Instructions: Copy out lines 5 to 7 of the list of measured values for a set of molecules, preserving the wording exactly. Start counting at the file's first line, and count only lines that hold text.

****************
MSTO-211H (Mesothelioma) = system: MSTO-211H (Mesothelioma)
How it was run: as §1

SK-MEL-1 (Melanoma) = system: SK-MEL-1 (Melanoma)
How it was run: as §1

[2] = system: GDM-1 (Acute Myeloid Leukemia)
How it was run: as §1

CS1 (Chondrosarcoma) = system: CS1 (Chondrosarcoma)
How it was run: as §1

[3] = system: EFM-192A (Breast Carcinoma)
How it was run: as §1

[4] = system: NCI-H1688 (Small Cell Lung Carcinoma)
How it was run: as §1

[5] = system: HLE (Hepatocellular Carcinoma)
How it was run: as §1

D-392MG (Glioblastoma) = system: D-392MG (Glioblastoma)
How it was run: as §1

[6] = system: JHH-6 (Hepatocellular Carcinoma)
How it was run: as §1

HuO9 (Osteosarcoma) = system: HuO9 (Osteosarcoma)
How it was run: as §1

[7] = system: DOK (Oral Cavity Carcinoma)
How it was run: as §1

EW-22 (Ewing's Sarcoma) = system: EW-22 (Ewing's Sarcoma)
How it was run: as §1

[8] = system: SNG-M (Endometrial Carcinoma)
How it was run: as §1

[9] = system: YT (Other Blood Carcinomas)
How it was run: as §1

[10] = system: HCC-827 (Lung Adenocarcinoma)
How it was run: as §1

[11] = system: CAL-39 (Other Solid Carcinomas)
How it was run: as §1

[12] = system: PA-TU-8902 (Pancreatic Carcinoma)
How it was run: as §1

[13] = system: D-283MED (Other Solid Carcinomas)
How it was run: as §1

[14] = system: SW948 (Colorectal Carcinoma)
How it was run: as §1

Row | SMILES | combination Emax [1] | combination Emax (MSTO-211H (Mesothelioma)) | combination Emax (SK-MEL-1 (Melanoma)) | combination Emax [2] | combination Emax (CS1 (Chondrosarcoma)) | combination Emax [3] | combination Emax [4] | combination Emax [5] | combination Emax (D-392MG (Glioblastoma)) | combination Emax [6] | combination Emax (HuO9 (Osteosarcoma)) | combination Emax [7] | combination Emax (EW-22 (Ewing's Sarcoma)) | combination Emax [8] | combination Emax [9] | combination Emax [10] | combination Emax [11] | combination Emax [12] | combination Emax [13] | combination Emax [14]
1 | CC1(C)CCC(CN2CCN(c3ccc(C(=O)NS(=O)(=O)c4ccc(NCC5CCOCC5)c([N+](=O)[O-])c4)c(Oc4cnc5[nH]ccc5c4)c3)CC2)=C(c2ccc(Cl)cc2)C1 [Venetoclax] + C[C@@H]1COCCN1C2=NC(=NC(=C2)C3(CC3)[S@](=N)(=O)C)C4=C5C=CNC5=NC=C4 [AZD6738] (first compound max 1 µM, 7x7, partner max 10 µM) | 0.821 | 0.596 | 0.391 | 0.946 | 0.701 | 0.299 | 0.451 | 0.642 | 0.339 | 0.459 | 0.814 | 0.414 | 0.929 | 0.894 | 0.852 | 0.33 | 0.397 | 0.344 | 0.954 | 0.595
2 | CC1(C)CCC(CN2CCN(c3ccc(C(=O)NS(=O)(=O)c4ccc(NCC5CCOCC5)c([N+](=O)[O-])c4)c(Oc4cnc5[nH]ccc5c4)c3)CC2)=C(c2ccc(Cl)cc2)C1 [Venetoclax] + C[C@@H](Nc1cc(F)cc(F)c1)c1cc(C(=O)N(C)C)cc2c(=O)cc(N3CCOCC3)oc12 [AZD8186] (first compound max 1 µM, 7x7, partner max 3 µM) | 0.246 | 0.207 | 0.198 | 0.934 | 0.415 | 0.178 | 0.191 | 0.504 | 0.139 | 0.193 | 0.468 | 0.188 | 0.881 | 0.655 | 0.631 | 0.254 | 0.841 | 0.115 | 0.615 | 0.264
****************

[2] = system: GDM-1 (Acute Myeloid Leukemia)
How it was run: as §1

CS1 (Chondrosarcoma) = system: CS1 (Chondrosarcoma)